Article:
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Know The Types of Deeds and Taking Title in California

 

Know the types of deeds and taking title in California to protect yourself.

Buying real estate sometimes resembles buying the first umbrella you see sold by a street vendor on a rainy day. Too rushed to leisurely inspect and test the umbrella before using it with heavy rain and fast winds.

A surprising number of buyers live far away from the real property’s location whether in a different state or a country. For instance, a buyer proclaims: “Craigslist photos look great! A steal at the listed sales price. Better buy it now or I’ll never get the same bargain again.”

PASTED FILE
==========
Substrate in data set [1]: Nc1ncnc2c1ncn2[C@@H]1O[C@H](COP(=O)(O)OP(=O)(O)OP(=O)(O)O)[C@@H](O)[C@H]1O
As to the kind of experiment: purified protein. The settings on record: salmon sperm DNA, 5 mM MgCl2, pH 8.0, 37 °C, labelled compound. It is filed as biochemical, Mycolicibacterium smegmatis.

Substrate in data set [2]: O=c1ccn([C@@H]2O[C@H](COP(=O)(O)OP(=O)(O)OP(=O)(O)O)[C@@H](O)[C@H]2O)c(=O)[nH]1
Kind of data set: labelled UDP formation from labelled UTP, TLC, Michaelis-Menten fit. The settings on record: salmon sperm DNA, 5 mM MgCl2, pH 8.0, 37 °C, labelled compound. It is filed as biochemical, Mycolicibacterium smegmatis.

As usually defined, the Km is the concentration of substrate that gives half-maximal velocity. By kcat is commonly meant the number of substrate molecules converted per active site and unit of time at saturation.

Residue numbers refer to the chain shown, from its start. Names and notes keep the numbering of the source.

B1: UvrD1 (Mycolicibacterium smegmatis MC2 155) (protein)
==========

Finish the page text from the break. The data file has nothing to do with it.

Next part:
As an old saying goes in Latin: “Caveat emptor” or “Buyer beware”.

 

Know The Types of Deeds and Taking Title in California

 

Let’s explore the different types of real estate title deeds and ways to take the title.

You’ll learn how to protect yourself even if buying from a long distance.

 

5 Types of Deeds in the U.S.

 

In the U.S., five types of deeds exist:

  • General Warranty Deed;
  • Special Warranty Deed;
  • Bargain and Sale Deed;
  • Quit Claim Deed; and
  • Grant Deed.

 

General Warranty Deed in California

 

Offering the biggest protection to buyers.

The seller makes a guarantee that no problems with the title exist, such as clouds, liens, and claims. This warranty extends from when the property first sold to the current buyer.

In California, a General Warranty Deed known as the “California Warranty Deed” gives unlimited warranty of title. It guarantees the seller maintains good title to the property. Source 

 

Special Warranty Deed in California